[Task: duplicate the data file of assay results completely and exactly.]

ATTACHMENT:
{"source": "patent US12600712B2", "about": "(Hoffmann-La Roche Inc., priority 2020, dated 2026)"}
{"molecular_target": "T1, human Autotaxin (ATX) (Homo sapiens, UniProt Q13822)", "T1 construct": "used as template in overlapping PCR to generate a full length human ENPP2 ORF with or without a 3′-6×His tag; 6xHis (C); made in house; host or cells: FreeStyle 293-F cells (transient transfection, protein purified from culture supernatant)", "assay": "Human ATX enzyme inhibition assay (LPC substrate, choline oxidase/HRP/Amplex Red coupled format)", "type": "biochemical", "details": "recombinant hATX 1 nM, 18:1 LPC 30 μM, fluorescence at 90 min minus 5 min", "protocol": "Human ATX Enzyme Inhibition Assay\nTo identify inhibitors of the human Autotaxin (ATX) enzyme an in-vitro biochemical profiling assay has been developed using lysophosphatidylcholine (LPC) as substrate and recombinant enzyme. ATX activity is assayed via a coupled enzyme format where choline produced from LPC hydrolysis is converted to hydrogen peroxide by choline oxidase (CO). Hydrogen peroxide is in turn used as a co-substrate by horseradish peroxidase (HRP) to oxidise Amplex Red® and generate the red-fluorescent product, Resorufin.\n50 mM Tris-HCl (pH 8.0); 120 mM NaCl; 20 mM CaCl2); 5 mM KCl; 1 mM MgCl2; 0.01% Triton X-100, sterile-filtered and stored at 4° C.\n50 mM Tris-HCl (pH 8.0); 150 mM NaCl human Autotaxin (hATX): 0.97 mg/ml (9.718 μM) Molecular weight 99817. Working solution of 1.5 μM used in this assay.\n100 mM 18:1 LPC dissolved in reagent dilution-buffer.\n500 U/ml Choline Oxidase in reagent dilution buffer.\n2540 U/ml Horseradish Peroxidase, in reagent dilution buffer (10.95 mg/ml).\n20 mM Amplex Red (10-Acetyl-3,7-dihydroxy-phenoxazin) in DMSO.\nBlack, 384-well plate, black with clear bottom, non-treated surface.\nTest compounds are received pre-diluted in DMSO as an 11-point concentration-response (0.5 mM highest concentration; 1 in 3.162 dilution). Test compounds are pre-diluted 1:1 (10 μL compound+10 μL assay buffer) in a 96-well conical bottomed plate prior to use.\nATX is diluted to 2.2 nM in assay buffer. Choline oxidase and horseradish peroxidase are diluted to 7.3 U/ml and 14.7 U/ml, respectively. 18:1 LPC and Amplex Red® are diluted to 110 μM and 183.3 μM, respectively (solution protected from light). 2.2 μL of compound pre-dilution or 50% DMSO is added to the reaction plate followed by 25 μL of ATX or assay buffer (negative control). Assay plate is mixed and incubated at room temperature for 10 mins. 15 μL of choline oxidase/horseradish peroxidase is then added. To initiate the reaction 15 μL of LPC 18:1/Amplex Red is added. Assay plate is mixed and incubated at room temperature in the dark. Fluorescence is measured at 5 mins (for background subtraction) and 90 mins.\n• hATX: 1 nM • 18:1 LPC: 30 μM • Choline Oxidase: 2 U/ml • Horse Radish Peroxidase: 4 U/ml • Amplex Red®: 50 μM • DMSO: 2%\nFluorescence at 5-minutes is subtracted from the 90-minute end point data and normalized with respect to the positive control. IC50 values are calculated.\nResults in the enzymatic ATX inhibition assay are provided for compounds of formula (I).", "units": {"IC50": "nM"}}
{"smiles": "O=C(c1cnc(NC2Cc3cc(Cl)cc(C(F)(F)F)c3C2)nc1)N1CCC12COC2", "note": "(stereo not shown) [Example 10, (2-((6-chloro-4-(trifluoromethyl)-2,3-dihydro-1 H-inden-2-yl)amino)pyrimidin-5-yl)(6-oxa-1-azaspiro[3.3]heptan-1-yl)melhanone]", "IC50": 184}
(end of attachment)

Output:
{"source": "patent US12600712B2", "about": "(Hoffmann-La Roche Inc., priority 2020, dated 2026)"}
{"molecular_target": "T1, human Autotaxin (ATX) (Homo sapiens, UniProt Q13822)", "T1 construct": "used as template in overlapping PCR to generate a full length human ENPP2 ORF with or without a 3′-6×His tag; 6xHis (C); made in house; host or cells: FreeStyle 293-F cells (transient transfection, protein purified from culture supernatant)", "assay": "Human ATX enzyme inhibition assay (LPC substrate, choline oxidase/HRP/Amplex Red coupled format)", "type": "biochemical", "details": "recombinant hATX 1 nM, 18:1 LPC 30 μM, fluorescence at 90 min minus 5 min", "protocol": "Human ATX Enzyme Inhibition Assay\nTo identify inhibitors of the human Autotaxin (ATX) enzyme an in-vitro biochemical profiling assay has been developed using lysophosphatidylcholine (LPC) as substrate and recombinant enzyme. ATX activity is assayed via a coupled enzyme format where choline produced from LPC hydrolysis is converted to hydrogen peroxide by choline oxidase (CO). Hydrogen peroxide is in turn used as a co-substrate by horseradish peroxidase (HRP) to oxidise Amplex Red® and generate the red-fluorescent product, Resorufin.\n50 mM Tris-HCl (pH 8.0); 120 mM NaCl; 20 mM CaCl2); 5 mM KCl; 1 mM MgCl2; 0.01% Triton X-100, sterile-filtered and stored at 4° C.\n50 mM Tris-HCl (pH 8.0); 150 mM NaCl human Autotaxin (hATX): 0.97 mg/ml (9.718 μM) Molecular weight 99817. Working solution of 1.5 μM used in this assay.\n100 mM 18:1 LPC dissolved in reagent dilution-buffer.\n500 U/ml Choline Oxidase in reagent dilution buffer.\n2540 U/ml Horseradish Peroxidase, in reagent dilution buffer (10.95 mg/ml).\n20 mM Amplex Red (10-Acetyl-3,7-dihydroxy-phenoxazin) in DMSO.\nBlack, 384-well plate, black with clear bottom, non-treated surface.\nTest compounds are received pre-diluted in DMSO as an 11-point concentration-response (0.5 mM highest concentration; 1 in 3.162 dilution). Test compounds are pre-diluted 1:1 (10 μL compound+10 μL assay buffer) in a 96-well conical bottomed plate prior to use.\nATX is diluted to 2.2 nM in assay buffer. Choline oxidase and horseradish peroxidase are diluted to 7.3 U/ml and 14.7 U/ml, respectively. 18:1 LPC and Amplex Red® are diluted to 110 μM and 183.3 μM, respectively (solution protected from light). 2.2 μL of compound pre-dilution or 50% DMSO is added to the reaction plate followed by 25 μL of ATX or assay buffer (negative control). Assay plate is mixed and incubated at room temperature for 10 mins. 15 μL of choline oxidase/horseradish peroxidase is then added. To initiate the reaction 15 μL of LPC 18:1/Amplex Red is added. Assay plate is mixed and incubated at room temperature in the dark. Fluorescence is measured at 5 mins (for background subtraction) and 90 mins.\n• hATX: 1 nM • 18:1 LPC: 30 μM • Choline Oxidase: 2 U/ml • Horse Radish Peroxidase: 4 U/ml • Amplex Red®: 50 μM • DMSO: 2%\nFluorescence at 5-minutes is subtracted from the 90-minute end point data and normalized with respect to the positive control. IC50 values are calculated.\nResults in the enzymatic ATX inhibition assay are provided for compounds of formula (I).", "units": {"IC50": "nM"}}
{"smiles": "O=C(c1cnc(NC2Cc3cc(Cl)cc(C(F)(F)F)c3C2)nc1)N1CCC12COC2", "note": "(stereo not shown) [Example 10, (2-((6-chloro-4-(trifluoromethyl)-2,3-dihydro-1 H-inden-2-yl)amino)pyrimidin-5-yl)(6-oxa-1-azaspiro[3.3]heptan-1-yl)melhanone]", "IC50": 184}